While Wi-Fi is a blessing if you can find it and Laptop Broadband Cards are usually a joke, what do you do if you need internet in remote locations to transmit sensitive data? Enter BGAN (Broadband Global Area Network).
INMARSAT (International Maritime Satellite Organization) is the international telecommunications company that owns and operates the three I-4 (INMARSAT-4) satellites BGAN operates on. The company started out offering satellite communications to the maritime community, but has since branched out to cater to aircraft and portable users.
The first two I-4 satellites were launched in 2005 and the third in 2008, which orbit our atmosphere providing near-global secure connection coverage. The prices of BGAN terminals and service have dramatically decreased, thus becoming more widely used.
BGAN is currently the fastest portable connection available commercially, but is also used by the military. Speeds top out at 492 kb/s download and just slightly slower for uploads. Not as fast than your home broadband, but fast enough to get the job done. The connection will also negotiate within two minutes provided the terminal is pointed in the right direction.
BGAN terminals can be extremely versatile depending on the model. They can connect via Bluetooth, Ethernet, WiFi, USB or directly to a broadband router and share the connection to computers or a VOIP connection. Almost every task imaginable in an office environment can be facilitated over BGAN, including annoying conference calls.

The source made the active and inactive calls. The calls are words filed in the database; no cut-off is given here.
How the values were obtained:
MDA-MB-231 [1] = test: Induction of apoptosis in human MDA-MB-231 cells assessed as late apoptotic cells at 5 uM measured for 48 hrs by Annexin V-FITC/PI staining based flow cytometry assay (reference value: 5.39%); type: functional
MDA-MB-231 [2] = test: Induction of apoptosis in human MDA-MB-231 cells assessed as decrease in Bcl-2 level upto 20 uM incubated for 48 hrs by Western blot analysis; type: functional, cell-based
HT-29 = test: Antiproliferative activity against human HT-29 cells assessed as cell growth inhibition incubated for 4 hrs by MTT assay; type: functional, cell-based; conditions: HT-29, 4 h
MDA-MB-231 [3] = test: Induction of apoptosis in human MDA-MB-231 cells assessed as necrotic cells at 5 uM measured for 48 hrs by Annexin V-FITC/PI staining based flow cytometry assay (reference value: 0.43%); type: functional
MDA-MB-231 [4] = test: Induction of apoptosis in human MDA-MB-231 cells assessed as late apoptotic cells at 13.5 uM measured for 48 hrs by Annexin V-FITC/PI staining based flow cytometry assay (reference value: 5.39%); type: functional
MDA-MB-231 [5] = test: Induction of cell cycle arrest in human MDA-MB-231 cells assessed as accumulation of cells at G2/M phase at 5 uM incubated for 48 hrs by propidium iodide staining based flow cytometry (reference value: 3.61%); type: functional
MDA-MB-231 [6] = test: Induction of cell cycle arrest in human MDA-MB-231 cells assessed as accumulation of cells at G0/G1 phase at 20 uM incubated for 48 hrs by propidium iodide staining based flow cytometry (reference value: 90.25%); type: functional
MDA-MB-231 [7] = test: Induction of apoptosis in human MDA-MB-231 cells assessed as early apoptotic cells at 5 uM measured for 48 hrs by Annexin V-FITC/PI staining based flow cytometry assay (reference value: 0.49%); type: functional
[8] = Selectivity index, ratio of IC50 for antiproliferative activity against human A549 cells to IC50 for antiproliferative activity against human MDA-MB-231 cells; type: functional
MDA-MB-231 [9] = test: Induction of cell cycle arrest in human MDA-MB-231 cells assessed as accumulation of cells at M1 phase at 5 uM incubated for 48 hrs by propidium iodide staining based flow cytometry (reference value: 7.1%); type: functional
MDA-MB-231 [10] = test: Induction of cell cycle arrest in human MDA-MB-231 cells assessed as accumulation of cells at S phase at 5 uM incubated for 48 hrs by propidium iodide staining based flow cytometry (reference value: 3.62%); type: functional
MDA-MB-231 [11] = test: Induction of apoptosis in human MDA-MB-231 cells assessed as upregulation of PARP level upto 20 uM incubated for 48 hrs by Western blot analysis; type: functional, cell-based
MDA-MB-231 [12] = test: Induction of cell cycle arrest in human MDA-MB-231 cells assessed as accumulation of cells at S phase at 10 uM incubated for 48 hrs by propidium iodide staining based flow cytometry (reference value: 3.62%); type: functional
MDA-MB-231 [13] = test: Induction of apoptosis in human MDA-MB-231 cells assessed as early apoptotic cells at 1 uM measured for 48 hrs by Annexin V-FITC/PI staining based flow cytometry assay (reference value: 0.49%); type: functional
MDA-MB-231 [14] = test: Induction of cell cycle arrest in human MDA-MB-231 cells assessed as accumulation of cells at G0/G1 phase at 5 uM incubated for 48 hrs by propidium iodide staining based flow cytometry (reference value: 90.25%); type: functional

News Reporters use BGAN to transfer live streaming-video to their respective networks from third-world countries. The current BGAN streaming speeds are between 32 and 256 kb/s depending on the terminal and connection strength, which is why you’ll occasionally notice their Max Headroom like appearance.
Here’s a YouTube video of Everest team First Ascent, who use BGAN to beam daily video dispatches straight from Mt. Everest to YouTube. What’s notable is their use of Solar panels to recharge their electronics and Solid-State Hard Drives to eliminate the problem of traditional Hard Drives failing at heights above 10,000 feet.
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